Master views are alternate versions of masters designed for specific contexts. They allow you to create a master once and then rearrange, resize, and restyle its widgets to fit each context you intend to use it in. When you add an instance of a master to the canvas, you can choose which of its views to display.
Adding Views to a Master
To add master views to a master, start by opening the master on the canvas for editing. Click the canvas to focus the master itself, and then click Add Master Views in the Style pane to open the Master Views dialog, where you'll create and manage your views.
To remove master views from a master, click Remove Views at the top-right of the Style pane.
Master View Inheritance
Master views are organized into chains of inheritance. The first link in the chain, the view from which all others inherit, is the Base view. Each view you add inherits its widgets and widget properties either directly from the Base view or from another view in the chain.
For example, the chain of inheritance for a button master might looks like this:
Primary Button (Base) > Secondary Button > Text Link Button
Edits made in the Primary Button view would be reflected in both the Secondary Button and Text Link Button views as well.
Edits made in the Secondary Button view would be reflected in the Text Link Button view but not in the Primary Button view.
Edits made in the Text Link Button view would only affect that view.
Editing Diagrams in Master Views
Once you've added master views to a master, you can access each view by clicking its name at the top of the canvas. The color of a view's name indicates whether or not it will be affected by edits you make on the canvas:
- Turquoise: The view currently displayed on the canvas. Edits will affect this view.
- Yellow: A child of the view currently displayed on the canvas. Edits will affect this view.
- Grey: A parent of the view currently displayed on the canvas. Edits will not affect this view.
- Green: The Affect All Views checkbox is checked. Edits will affect all views.
Furthermore, if you edit a widget property in a child view, edits to the same property in a parent view will no longer affect the child view. For example, if you change a button's fill color to pink in a child view and then change that same button's fill color to green in the parent view, the button will still be pink in the child view, not green.
To take full advantage of the benefits of master view edit inheritance, we suggest you take a top-down approach to editing your diagrams, starting in the Base view and then working your way down the chain.
Cross-View Widget Properties
You can change the visual styling, size, and position of widgets freely across master views. Some widget properties, however, are always the same in every view. These include widget text, notes, and interactions/interactive properties. Making edits to these on a widget in one view will always affect all other views as well.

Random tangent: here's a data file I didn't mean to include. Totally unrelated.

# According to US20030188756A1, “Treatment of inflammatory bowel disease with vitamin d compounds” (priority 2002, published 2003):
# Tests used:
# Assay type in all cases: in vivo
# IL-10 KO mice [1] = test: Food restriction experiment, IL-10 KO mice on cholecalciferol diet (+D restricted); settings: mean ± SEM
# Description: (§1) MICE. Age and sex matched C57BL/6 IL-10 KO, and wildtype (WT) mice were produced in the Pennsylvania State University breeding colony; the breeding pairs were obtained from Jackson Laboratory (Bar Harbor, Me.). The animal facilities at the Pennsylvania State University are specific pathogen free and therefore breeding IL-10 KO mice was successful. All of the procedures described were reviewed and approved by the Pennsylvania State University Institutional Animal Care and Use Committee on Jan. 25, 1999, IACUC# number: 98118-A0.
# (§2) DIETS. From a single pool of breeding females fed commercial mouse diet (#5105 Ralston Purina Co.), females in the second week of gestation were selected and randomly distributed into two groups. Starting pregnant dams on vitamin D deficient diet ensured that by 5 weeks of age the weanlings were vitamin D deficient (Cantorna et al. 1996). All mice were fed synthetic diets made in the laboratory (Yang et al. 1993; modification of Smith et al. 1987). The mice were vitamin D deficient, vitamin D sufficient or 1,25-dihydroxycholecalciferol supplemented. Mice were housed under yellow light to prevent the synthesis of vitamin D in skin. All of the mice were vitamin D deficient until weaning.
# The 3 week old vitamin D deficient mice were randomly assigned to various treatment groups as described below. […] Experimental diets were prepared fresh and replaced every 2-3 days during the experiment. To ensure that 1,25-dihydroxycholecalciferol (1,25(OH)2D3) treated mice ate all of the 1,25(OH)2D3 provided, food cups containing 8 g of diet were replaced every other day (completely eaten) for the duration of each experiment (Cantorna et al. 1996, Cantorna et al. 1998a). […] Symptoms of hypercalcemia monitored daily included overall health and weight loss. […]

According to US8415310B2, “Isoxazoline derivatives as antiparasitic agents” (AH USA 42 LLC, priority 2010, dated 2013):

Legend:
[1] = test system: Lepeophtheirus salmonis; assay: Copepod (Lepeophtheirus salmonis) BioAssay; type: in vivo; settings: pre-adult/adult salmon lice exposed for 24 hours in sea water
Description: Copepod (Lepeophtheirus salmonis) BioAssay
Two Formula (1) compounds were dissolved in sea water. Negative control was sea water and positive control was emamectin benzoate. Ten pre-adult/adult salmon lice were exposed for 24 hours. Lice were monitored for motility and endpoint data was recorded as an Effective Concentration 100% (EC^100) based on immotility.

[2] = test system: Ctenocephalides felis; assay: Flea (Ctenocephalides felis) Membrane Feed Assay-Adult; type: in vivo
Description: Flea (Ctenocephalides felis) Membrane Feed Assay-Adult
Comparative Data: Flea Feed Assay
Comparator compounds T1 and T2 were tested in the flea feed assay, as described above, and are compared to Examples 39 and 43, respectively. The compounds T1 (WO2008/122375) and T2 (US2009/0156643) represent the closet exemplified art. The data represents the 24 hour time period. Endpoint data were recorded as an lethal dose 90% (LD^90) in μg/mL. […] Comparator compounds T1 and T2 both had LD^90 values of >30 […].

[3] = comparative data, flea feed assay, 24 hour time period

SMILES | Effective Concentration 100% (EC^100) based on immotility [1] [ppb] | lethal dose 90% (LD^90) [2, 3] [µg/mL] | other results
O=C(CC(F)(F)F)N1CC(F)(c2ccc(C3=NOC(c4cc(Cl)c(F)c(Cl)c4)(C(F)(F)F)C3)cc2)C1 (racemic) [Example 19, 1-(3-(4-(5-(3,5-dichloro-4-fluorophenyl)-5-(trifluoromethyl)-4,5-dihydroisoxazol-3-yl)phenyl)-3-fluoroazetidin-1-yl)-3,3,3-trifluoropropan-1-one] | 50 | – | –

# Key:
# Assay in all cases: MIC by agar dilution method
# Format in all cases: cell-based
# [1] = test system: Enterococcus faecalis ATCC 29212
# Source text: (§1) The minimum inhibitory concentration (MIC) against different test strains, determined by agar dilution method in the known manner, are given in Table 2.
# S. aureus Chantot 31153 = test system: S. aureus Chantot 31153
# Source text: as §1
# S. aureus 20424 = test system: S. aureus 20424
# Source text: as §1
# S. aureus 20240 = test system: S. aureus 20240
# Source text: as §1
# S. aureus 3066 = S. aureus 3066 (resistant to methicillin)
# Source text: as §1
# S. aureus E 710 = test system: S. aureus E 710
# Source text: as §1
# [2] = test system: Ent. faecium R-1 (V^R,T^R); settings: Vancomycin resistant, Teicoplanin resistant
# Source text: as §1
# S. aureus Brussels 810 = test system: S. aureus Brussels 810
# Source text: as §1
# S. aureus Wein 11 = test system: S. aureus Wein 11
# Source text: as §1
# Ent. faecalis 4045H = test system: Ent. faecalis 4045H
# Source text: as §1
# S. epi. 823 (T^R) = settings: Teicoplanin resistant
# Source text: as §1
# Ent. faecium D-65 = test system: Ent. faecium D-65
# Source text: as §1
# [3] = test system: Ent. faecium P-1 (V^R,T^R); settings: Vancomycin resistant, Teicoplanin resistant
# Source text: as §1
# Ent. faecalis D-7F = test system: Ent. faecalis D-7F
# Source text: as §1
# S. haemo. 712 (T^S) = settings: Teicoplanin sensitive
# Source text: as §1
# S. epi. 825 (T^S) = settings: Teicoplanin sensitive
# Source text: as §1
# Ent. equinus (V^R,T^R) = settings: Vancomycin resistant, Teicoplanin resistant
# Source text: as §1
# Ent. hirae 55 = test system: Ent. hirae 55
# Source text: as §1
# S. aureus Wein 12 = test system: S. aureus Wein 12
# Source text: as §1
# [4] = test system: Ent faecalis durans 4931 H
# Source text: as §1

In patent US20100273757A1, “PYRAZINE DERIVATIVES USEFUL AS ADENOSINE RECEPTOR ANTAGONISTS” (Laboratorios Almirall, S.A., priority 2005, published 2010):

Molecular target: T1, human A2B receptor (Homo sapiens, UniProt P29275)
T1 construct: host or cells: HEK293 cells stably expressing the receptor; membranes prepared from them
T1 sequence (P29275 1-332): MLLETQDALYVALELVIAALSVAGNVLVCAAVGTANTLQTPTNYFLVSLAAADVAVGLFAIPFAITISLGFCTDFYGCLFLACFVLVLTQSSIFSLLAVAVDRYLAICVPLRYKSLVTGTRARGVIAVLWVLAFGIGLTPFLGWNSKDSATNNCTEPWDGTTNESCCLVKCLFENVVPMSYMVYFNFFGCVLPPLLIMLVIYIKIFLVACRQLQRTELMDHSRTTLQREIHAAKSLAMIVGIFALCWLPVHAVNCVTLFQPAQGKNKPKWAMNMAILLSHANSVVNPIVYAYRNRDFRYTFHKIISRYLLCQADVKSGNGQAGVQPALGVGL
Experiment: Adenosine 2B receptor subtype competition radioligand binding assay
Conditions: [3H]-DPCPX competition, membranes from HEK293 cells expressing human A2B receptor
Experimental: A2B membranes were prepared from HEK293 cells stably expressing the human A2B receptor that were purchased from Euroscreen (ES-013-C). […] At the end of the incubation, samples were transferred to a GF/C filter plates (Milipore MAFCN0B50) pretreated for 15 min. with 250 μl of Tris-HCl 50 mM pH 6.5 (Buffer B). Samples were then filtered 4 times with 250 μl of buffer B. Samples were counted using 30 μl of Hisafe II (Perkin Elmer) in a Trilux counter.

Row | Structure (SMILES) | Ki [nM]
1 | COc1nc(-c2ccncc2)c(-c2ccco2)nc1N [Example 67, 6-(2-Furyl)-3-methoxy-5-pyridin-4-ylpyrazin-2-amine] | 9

If you need a cross-view widget property to vary across your master views, create an additional copy of the widget for each variation and use the "unplace" feature to choose which version of the widget appears in each view.
"Unplaced" widgets are widgets that are included in some of a master's views but not in others. Any widgets that have been unplaced from the current view are listed in red in the Outline pane.
To ensure that you see both placed and unplaced widgets in the Outline pane, click the Sort and Filter icon at the top-right of the pane and select Placed or Unplaced.
There are two ways to unplace a widget from a view:
You can unplace a widget from the current view and its children by right-clicking the widget and selecting Unplace from View. You can also do this by selecting the widget and pressing DELETE.
If you add a new widget to a child view, the widget will be automatically unplaced from all parent views (unless Affect All Views is checked).
If you DELETE a widget from the base view or while Affect All Views is checked, the widget will not be unplaced; instead, it will be deleted from all views.
You can place an unplaced widget in the current view and its children by right-clicking it and selecting Place in View.
To delete a widget from all views entirely, right-click it and select Delete from All Views. This will completely remove the widget from the master instead of just unplacing it.
Choosing a Master View on the Canvas
When you add an instance of a master to the canvas, use the Master Views dropdown in the Style pane to choose which of its views to display.
Master Views and Adaptive Views
You can set up your master views to work in conjunction with your adaptive view sets. Make sure that your master views have the same names and inheritance structure as your adaptive views, and your master views will switch automatically in the browser along with your adaptive views.